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AD(H)D & "Dys"conditions - Beyond the disability

ADHD - Overview


What is ADHD?

Attention deficit hyperactivity disorder (ADHD). This is the name of a condition that combines a collection of symptoms. This condition is often accompanied alongside other “Dys” conditions (Dyslexia, Dyspraxia, etc) and is considered a spectrum disorder with Aspergers and Autism.


What is the relationship between Dyslexia & ADHD?

A diagnosis for Dyslexia (and other “Dys” conditions) is assessed through a series of practical diverse and measurable tests such as Academic, IQ, verbal reasoning etc... Based on the scores a diagnosis will be made. The practical educational testing evaluates personal aspects of an individual’s learning & performance but doesn’t examine their socio-emotional aspects.

AD(H)D is a social/environmental  evaluation of how a person interacts with people, social protocols, relationships, emotional perception of self and others. Basically how you fit in to the world and how the world meets your expectations.

You will find that the traits described for ADHD are also shared with the “Dys” conditions such as thinking outside of the box, observational abilities, reading people’s emotions, sleep problems, poor focus and concentration, forgetful, memory absence, argumentative, in own world at times, challenging views of authority...

The problem is that these people often feel they are alone/outsiders because they know they think differently and if not supported correctly, they are likely to suffer long-term depression or anxiety disorders.

Neurologically, new science is showing that the brains of both the “Dys” & ADHD are wired the same. The only difference is that they are two different diagnosis methods for different purposes. The Neurodiversity is the same and is natural throughout history exhibiting many more strengths than weaknesses in the natural world but a disadvantage (disability) in the socio-political state of  the current expectations of the modern world.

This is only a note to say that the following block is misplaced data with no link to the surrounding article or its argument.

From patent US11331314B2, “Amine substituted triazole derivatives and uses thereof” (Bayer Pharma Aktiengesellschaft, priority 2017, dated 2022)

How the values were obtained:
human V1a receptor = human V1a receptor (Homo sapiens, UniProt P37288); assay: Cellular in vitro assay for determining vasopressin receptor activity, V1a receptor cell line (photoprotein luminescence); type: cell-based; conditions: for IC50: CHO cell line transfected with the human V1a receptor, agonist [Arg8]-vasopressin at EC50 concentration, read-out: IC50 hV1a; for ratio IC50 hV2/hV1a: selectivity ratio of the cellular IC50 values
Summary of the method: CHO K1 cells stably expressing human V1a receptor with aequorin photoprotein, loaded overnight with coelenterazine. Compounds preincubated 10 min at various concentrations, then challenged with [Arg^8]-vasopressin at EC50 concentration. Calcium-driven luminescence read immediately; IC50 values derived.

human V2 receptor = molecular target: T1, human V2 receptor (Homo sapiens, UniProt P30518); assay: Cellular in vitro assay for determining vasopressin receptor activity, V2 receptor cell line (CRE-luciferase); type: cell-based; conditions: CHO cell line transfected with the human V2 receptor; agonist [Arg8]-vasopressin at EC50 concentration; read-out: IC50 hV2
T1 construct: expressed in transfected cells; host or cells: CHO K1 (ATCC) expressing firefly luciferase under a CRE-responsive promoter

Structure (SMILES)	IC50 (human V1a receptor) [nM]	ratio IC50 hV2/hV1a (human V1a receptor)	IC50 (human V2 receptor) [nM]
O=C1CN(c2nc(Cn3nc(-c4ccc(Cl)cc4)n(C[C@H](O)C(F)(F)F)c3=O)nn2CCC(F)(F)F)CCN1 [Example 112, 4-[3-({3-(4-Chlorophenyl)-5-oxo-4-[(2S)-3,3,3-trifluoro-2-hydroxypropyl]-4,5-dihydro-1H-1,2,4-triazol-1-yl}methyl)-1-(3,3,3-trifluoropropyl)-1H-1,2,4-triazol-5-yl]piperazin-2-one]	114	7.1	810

Two identical twins are assessed for physical agility traits. The parents are sat down and told the unfortunate news that one of the children has Dyslateral-Jumptivitus while, the other exhibited Dysprojetium-horizonalitus!!

Basically the first child would be less likely to win the High-Jump at school and the second not so good at the Long-Jump...  Fortunately we walk in our society and are not required to jump to our destination!

Badges and labels don’t always reflect the bigger picture. J


How is it diagnosed?

There are 3 aspects for which the person should exhibit 2 in excess to levels of normal (although the 3rd may be present to a lesser extent).

These aspects are Inattentive, Impulsive & Hyperactivity.

If you have Inattentive with Impulsive dominant traits, you would have what in America would be classed as “ADD” (Attention deficit disorder).
However, in the UK it is referred to as ADHD-Inattentive Type!
Hyperactivity is not evident to others and you would be most likely to be viewed by others as being lazy or away with the fairies at times.

If you have Impulsive with Hyperactivity as dominant traits, you would be described as “ADHD” (Attention deficit hyperactivity disorder).